STEVIE May killed off St Johnstone’s semi-final jinx as his double confirmed a 2-1 win over Aberdeen and booked the Perth men a place in next month’s William Hill Scottish Cup final.
SCORERS: St Johnstone - May 61, 84; Aberdeen - McGinn 15
The Saints are coming. St Johnstone have already made history, but they will not be content with this. In reaching the Scottish Cup final for the first time, the Perth club have written a new chapter in the annals, stretching back to 1884.
A book charting their official history is called Bristling with
Possibilities, and this season now bursts with potential after this thrilling win, in which Tommy Wright’s side recovered from going a goal down after only 15 minutes. Now a first major trophy lies tantalisingly in sight.
Central to this storyline was Stevie May, the 21-year-old local boy whose long hair marks him out as a target for opposition supporters.
The Aberdeen fans have taken greatest delight in mocking someone who, before yesterday, had never scored against the Pittodrie club. Focus on this failure perhaps unsettled some Aberdeen supporters, who feared what indeed came to pass. Not only did May break his duck, he emerged as the thrilling matchwinner with a sumptuous double, after Niall McGinn continued his return to scoring ways with the opener for Aberdeen.
But May stole the show after initially enduring the kind of frustration that has been his lot against Aberdeen this season. One chance fell to him in the opening half as St Johnstone fought to get back on level terms but he stabbed at it and Jamie Langfield was able to make a save with his legs.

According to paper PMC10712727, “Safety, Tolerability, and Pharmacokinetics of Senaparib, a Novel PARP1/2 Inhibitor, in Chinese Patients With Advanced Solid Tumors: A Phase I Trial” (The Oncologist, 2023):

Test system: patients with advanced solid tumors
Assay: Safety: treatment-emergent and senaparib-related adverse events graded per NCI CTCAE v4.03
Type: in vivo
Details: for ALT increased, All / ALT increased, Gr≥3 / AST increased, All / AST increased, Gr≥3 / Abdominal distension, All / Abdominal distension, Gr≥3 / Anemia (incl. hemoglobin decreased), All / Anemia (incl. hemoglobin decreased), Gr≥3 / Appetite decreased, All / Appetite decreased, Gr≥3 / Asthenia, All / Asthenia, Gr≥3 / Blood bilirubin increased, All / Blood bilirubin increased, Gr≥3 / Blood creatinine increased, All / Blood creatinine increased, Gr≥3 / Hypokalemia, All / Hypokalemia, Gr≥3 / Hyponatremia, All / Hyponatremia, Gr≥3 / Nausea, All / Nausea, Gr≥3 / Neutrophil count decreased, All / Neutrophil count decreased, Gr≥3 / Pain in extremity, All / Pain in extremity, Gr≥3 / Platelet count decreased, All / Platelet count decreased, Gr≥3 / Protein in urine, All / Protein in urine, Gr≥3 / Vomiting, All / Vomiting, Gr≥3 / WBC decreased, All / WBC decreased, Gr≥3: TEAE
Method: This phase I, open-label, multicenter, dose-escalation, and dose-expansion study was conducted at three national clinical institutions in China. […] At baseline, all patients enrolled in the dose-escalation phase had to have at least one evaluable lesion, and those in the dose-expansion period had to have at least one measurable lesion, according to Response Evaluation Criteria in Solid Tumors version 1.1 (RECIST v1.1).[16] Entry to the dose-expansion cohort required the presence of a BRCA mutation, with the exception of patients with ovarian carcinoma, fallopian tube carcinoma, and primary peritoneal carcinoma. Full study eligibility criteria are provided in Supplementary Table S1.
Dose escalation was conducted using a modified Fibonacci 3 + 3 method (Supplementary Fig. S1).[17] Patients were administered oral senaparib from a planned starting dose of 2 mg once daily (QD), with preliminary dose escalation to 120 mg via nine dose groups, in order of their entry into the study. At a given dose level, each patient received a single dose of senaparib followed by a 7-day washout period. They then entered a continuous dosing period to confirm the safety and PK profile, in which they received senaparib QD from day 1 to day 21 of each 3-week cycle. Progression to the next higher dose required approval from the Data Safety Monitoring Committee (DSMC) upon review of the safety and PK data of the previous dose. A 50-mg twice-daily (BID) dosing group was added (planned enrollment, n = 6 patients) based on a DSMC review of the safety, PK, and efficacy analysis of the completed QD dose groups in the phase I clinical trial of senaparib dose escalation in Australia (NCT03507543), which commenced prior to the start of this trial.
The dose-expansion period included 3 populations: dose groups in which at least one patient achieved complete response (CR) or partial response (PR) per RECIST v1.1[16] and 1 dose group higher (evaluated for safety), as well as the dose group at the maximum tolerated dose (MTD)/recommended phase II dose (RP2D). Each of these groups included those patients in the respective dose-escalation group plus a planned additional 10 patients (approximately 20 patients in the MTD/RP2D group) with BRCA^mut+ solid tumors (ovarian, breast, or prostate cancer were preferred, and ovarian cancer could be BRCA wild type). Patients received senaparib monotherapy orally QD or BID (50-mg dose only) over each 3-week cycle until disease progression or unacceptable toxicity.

“Who is Stevie May?” sang the Aberdeen fans again. They got their answer in the second half as May, benefiting from the change in tactics by which he was shifted out wide on the left, came into his own.
Aberdeen manager Derek McInnes needed no introduction to May – he helped develop him when he was Under-19 coach at St Johnstone, and then handed the striker his first-team debut after being promoted to manager. May’s performance yesterday showed McInnes nothing he did not already know about the player.
Both goals – his 24th and 25th of the season – were opportunist strikes. For the first, just after the hour mark, he turned one way and then the other on the edge of the box, before firing a left-footed shot into the far corner of Langfield’s net. Kenny Dalglish would have been proud of this strike.
May’s second goal was perhaps even better. After exchanging a one-two with Steven MacLean, the striker galloped on into the box, taking a touch to set himself up for the shot, which he seemed to almost toe-punt past Langfield, such was the power.
Now he must train his sights on Dundee United, against whom he has already scored a hat-trick this season.
Indeed, St Johnstone have already beaten their cup-final opponents twice during the current league campaign and meet them again this weekend in a top-six clash. On the only other occasions St Johnstone have reached finals, both times in the League Cup, they have faced either side of the Old Firm, making them clear underdogs. In next month’s case, although United will start as favourites, St Johnstone will know they have every chance to chalk up a first major trophy win.